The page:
Thermal Convection Currents

A Carolina Essentials™ Activity

Total Time: 20-30 for demos

Prep: 15 mins | Demonstration: 20-30 mins

Earth and Space Science

9-12

High School

Overview

Many diagrams of convection currents show only one convection cell, drawn in one plane, with the heat source absent. It’s a very simplistic model for a far more complex phenomenon. On Earth, thermal convection currents drive our weather, ocean currents, and tectonic plate movement. In this demonstration, students get a less simplistic but a more visual model of thermal convections currents in three dimensions. The model can be altered by changing the location of the heat source to explain atmospheric, oceanic, and mantle convection currents. The accompanying student sheet examines mantle convection currents.

Phenomenon

Students observe the natural phenomenon of a system of convection currents and propose a model for the location of mantle thermal convection currents to explain a current tectonic plate map.

Essential Question

How is matter cycled and energy transferred through the oceans, atmosphere, and mantle?

Activity Objectives

  1. Develop a model of thermal convection currents in Earth’s mantle.
  2. Apply the model to explain current tectonic plate motion.

Next Generation Science Standards* (NGSS)

PE HS-ESS2-3. Develop a model based on evidence of the Earth’s interior to describe the cycling of matter by thermal convection.

Science & Engineering Practices

Developing and Using Models

Disciplinary Core Ideas

ESS2.A: Earth Materials and Systems

Crosscutting Concepts

Energy and Matter

Materials

Plate Tectonics

Ocean Currents

Atmospheric Currents

Safety Procedures and Precautions

The glass dish will get hot. Handle with heat resistant gloves. Wear safety glasses.

Teacher Preparation and Disposal

Mantle convection currents

  1. Preheat the hot plate.
  2. Add food coloring to the convection fluid, if desired.
  3. Cut wood coffee stirrers or wood splints into 1/4 to 1/2″ pieces.

Ocean convection currents

  1. To represent the equator, place a 13″ × 1/2″ piece of black tape across the center-bottom interior of the 13″ × 9” × 2″ glass baking dish.
  2. Measure a 23° angle with respect to the equator to position a heat lamp or incandescent bulb.
  3. Place 2 or 3 barriers of different sizes that will not float in the baking dish.

Atmospheric convection currents

  1. To represent the equator, place a 13” × 1/2” piece of black tape across the center-bottom interior of the 13” × 9” × 2” Pyrex baking dish.
  2. Measure a 23° angle with respect to the equator to position a heat lamp or incandescent bulb.

Procedure

Mantle convection currents

  1. Preheat the hot plate to between 90°–110° C.

  2. Add food coloring to the convection fluid in the bottle (if desired) and mix well.

  3. Cut the wood coffee stirrers or wood splints into 1/4″ to 1/2″ pieces.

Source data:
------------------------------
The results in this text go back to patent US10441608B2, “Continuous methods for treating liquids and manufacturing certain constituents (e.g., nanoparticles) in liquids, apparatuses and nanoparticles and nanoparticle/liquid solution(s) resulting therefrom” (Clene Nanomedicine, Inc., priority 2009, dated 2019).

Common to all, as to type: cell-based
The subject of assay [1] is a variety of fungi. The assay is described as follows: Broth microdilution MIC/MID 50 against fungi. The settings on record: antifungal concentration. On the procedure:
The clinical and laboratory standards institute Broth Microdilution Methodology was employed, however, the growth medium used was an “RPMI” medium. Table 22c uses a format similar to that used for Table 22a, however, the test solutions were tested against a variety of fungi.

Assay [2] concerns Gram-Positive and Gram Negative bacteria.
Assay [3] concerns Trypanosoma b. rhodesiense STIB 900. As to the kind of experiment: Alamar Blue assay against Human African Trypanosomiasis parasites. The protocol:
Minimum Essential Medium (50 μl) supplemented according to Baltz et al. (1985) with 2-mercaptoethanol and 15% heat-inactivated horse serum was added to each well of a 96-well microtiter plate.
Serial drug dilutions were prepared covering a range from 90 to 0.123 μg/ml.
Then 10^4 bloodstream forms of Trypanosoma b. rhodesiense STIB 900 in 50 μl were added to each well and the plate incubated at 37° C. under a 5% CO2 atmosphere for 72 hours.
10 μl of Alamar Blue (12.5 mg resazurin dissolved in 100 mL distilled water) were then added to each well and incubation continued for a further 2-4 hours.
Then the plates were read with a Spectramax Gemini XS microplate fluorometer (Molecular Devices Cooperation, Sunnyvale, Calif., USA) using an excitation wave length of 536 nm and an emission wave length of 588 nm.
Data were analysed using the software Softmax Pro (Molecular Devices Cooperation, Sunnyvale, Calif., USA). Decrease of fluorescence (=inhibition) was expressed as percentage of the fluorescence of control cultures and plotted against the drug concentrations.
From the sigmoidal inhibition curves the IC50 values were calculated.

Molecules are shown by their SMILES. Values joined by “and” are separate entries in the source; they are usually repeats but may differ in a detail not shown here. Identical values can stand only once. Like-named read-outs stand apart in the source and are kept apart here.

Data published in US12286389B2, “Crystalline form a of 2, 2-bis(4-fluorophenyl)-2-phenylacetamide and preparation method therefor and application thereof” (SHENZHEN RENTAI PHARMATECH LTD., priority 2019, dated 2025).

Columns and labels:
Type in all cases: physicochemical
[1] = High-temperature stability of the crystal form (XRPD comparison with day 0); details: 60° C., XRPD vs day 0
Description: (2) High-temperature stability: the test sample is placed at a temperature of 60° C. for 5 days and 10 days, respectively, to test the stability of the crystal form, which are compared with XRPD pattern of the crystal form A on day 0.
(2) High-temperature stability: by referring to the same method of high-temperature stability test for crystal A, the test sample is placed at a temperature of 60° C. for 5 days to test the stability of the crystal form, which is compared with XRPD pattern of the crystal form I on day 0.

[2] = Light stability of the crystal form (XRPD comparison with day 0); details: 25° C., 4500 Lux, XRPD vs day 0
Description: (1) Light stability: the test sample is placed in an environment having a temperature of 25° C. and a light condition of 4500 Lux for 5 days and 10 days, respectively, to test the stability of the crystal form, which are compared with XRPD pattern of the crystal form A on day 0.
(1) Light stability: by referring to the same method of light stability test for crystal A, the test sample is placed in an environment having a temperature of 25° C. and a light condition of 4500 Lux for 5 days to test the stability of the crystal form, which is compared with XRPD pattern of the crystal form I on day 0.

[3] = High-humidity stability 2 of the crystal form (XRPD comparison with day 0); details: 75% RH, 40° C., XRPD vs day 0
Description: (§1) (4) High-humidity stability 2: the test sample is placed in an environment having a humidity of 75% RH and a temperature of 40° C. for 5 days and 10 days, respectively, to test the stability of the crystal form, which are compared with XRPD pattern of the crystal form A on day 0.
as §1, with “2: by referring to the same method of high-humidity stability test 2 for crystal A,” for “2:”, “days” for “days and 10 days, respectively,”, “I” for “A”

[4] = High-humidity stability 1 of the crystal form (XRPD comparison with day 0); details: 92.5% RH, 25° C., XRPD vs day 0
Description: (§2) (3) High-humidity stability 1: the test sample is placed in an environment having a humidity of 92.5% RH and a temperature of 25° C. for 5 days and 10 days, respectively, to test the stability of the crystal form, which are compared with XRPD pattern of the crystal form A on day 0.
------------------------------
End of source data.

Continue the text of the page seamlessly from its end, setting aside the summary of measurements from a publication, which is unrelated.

4. Position the document camera directly above the hot plate, and turn the camera on.

  5. Place the glass dish on the hot plate, and pour in the entire bottle of Carolina Convection Fluid. Let the fluid come to rest.

  6. After 4–5 minutes of heating, ask students to draw what they observe.

    There will be many convection currents emanating from the heat source and expanding in several directions.

  7. Add the wood splint pieces in a line, directly above the heat source and visible through the document camera.

  8. After 3–4 minutes, ask students to draw what they observe.

    The wood splints will move in several directions, always away from the heat source. They may pile up at the sides of the dish.

  9. Have students complete the modeling exercise and discuss student models.

Disposal

The convection fluid can be reused. Wash the baking dish with hot water and detergent.

Analysis & Discussion

  1. Observe the convection currents in the glass dish with the convection fluid.Draw what you observe.


  2. Observe the motion of the wood splints in the glass dish with the convection fluid. Draw what you observe.


  3. What do the wood splints represent? What does the convection fluid represent?


    The splints represent the continents, and the fluid represents the Earth’s mantle.


  4. Use your observations to propose a model for tectonic plate movement. You may illustrate or explain your model.


    Wood splints move away from the heat source “riding” on top of the convection current in the fluid (divergent plate boundary). When they reach a rigid barrier like the side of the dish, they bunch up and collide (convergent boundary).Plates move out in all directions.


  5. Apply your model to the map of tectonic plate movement below by adding thermal convection currents to explain plate movements. Identify where you hypothesize the heat source(s) may be for the convection currents.


    Students may notice that movement starts at divergent plate boundaries and moves away from the boundary. They may illustrate the convection current beginning with an uprise at a divergent plate boundary, traveling in a direction, and then sinking at a convergent boundary. They should show several convections currents moving in a variety of directions.

Reference Map

Named Tectonic Plates and Their Motion

*Next Generation Science Standards® is a registered trademark of Achieve. Neither Achieve nor the lead states and partners that developed the Next Generation Science Standards were involved in the production of, and do not endorse, these products.

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